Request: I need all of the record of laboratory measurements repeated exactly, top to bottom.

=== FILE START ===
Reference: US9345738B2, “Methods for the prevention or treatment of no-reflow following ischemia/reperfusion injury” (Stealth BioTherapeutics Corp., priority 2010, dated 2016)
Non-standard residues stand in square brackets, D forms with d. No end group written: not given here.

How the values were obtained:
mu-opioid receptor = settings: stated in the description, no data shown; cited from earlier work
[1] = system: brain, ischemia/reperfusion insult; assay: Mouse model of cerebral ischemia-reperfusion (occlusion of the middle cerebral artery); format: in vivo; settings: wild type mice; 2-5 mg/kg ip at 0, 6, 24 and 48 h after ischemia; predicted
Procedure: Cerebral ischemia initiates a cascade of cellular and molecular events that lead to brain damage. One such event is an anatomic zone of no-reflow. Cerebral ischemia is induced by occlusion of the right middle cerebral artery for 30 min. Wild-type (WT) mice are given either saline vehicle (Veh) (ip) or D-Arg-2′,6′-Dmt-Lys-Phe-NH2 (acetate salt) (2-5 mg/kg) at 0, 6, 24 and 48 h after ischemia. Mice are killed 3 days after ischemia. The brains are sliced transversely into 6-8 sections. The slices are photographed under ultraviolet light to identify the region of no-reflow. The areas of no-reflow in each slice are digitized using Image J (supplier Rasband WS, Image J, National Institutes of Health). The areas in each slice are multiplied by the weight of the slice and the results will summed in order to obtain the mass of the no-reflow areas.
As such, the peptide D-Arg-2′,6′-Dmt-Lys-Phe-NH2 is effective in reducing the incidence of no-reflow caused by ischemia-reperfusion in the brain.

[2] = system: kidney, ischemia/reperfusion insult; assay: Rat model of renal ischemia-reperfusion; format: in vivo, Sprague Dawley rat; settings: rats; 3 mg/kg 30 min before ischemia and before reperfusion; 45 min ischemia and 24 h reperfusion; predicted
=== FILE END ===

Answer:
Reference: US9345738B2, “Methods for the prevention or treatment of no-reflow following ischemia/reperfusion injury” (Stealth BioTherapeutics Corp., priority 2010, dated 2016)
Non-standard residues stand in square brackets, D forms with d. No end group written: not given here.

How the values were obtained:
mu-opioid receptor = settings: stated in the description, no data shown; cited from earlier work
[1] = system: brain, ischemia/reperfusion insult; assay: Mouse model of cerebral ischemia-reperfusion (occlusion of the middle cerebral artery); format: in vivo; settings: wild type mice; 2-5 mg/kg ip at 0, 6, 24 and 48 h after ischemia; predicted
Procedure: Cerebral ischemia initiates a cascade of cellular and molecular events that lead to brain damage. One such event is an anatomic zone of no-reflow. Cerebral ischemia is induced by occlusion of the right middle cerebral artery for 30 min. Wild-type (WT) mice are given either saline vehicle (Veh) (ip) or D-Arg-2′,6′-Dmt-Lys-Phe-NH2 (acetate salt) (2-5 mg/kg) at 0, 6, 24 and 48 h after ischemia. Mice are killed 3 days after ischemia. The brains are sliced transversely into 6-8 sections. The slices are photographed under ultraviolet light to identify the region of no-reflow. The areas of no-reflow in each slice are digitized using Image J (supplier Rasband WS, Image J, National Institutes of Health). The areas in each slice are multiplied by the weight of the slice and the results will summed in order to obtain the mass of the no-reflow areas.
As such, the peptide D-Arg-2′,6′-Dmt-Lys-Phe-NH2 is effective in reducing the incidence of no-reflow caused by ischemia-reperfusion in the brain.

[2] = system: kidney, ischemia/reperfusion insult; assay: Rat model of renal ischemia-reperfusion; format: in vivo, Sprague Dawley rat; settings: rats; 3 mg/kg 30 min before ischemia and before reperfusion; 45 min ischemia and 24 h reperfusion; predicted